Happy Spring!

bioethics1

Jan 242014
 

edxDartmouth announced yesterday that it has joined edX, the nonprofit online learning platform founded by Harvard University and the Massachusetts Institute of Technology. The partnership underscores the College’s commitment to leadership in the use of technology to enhance teaching and learning. Read more at: http://dartgo.org/edx

14 Winter Week 1

 College Life, Tradition, Upper Valley  Comments Off on 14 Winter Week 1
Jan 122014
 
Aug 282013
 
Baker Library

Baker Library

Visit Dartmouth during New England’s most spectacular season.

From October through November, we are offering a number of opportunities for prospective students and their families. Please check out the details below and remember to RSVP! Questions? Contact us via email.

October
Join us for an information session and campus tour Monday-Saturday.

  • Monday-Friday: We’re offering twice-daily information sessions and campus tours. RSVP today.
  • Saturdays
    • Oct. 5, 19 & 26 – Prospective students are encouraged to arrive early (10:30 a.m.) for a student forum where they can interact with current Dartmouth students and get answers to their most pressing college questions. After the student forum, everyone is invited to the regularly scheduled information session @ 11:15 a.m. followed by the campus tour @ Noon. RSVP here.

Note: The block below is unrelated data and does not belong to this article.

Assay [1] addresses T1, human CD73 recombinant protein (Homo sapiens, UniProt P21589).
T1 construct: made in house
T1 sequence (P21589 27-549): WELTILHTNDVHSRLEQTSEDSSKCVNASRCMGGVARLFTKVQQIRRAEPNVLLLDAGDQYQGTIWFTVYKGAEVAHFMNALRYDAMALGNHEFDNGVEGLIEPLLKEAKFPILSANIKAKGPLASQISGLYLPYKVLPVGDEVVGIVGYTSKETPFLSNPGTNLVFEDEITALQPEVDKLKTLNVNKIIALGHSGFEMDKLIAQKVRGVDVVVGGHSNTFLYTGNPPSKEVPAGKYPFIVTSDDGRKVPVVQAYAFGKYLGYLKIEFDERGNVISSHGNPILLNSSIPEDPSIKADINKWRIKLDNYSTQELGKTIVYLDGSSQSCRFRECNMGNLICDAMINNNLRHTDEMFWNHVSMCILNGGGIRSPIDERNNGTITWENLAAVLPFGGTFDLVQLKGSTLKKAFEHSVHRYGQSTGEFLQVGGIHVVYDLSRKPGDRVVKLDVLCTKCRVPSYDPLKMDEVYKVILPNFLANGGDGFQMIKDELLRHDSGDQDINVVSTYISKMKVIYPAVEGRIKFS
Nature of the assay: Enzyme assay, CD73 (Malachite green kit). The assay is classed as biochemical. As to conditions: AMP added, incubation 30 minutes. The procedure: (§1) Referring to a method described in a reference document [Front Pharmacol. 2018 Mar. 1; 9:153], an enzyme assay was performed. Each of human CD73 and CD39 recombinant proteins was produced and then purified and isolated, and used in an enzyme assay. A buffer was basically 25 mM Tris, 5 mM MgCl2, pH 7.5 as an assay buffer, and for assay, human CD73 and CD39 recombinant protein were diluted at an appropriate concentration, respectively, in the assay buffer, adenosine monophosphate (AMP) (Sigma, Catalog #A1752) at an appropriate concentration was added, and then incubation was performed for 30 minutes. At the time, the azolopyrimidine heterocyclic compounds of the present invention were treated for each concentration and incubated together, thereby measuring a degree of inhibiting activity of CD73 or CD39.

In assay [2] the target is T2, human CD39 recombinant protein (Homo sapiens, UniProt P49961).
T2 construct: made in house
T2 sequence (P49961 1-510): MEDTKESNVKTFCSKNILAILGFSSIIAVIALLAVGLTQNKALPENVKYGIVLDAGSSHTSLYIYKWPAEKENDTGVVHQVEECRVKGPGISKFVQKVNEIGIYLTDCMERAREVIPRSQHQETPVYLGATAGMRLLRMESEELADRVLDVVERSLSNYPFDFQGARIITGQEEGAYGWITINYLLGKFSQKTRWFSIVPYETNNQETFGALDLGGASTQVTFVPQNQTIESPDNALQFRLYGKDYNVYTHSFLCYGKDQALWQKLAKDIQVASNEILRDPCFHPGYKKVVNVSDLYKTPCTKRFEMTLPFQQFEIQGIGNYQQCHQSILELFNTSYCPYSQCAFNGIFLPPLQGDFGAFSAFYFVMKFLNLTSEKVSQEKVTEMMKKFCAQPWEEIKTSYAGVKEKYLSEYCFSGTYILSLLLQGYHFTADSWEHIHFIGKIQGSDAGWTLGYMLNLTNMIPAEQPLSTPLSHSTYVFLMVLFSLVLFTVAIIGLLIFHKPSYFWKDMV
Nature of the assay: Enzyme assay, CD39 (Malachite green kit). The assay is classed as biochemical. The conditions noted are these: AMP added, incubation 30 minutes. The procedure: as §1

• Saturday & Monday
    • Oct. 12 & 14 – Join us Homecoming Weekend for our special information sessions featuring a blend of Dartmouth faculty, admissions staff and students. Additional details coming soon. RSVP here.
  • November
    Join us for an information session and campus tour Monday-Saturday.

    • Monday-Friday: We’re offering twice-daily information sessions and campus tours. RSVP today.
    • Saturdays
      • Nov. 2, & 16 – Prospective students are encouraged to arrive early (10:30 a.m.) for a student forum where they can interact with current Dartmouth students and get answers to their most pressing college questions. After the student forum, everyone is invited to the regularly scheduled information session @ 11:15 a.m. followed by the campus tour @ Noon. RSVP here.
    • Saturday & Monday
      • Nov. 9 & 11 – Join us for Veteran’s Weekend and our special information sessions featuring a blend of Dartmouth faculty, admissions staff and students. Additional details coming soon. RSVP here.
    Dec 062012
     

    Chris O’Connell ’13 is the director of the Dartmouth Outing Club’s First-Year Trips Program.

    Class of 2017 – Welcome to Dartmouth!

    Congratulations on your acceptance and for getting through one of the more stressful parts of high school!  I remember how overwhelmingly crazy this time of year was with college decisions, so I hope you have had a few minutes to relax, celebrate, and get as excited as you possibly can for your next four years in Hanover.

    Students gather on the lawn of Robinson Hall for the start of their DOC Trip.

    My name is Chris O’Connell and I am the director of the Dartmouth Outing Club First-Year Trips Program – usually just known as “Trips.”  I am SO incredibly excited for you all to come to Dartmouth in 8ish months.  It seems like a long ways away (…because it is), but it will fly by and before you know it, we’ll be welcoming you to campus for your First-Year Trip!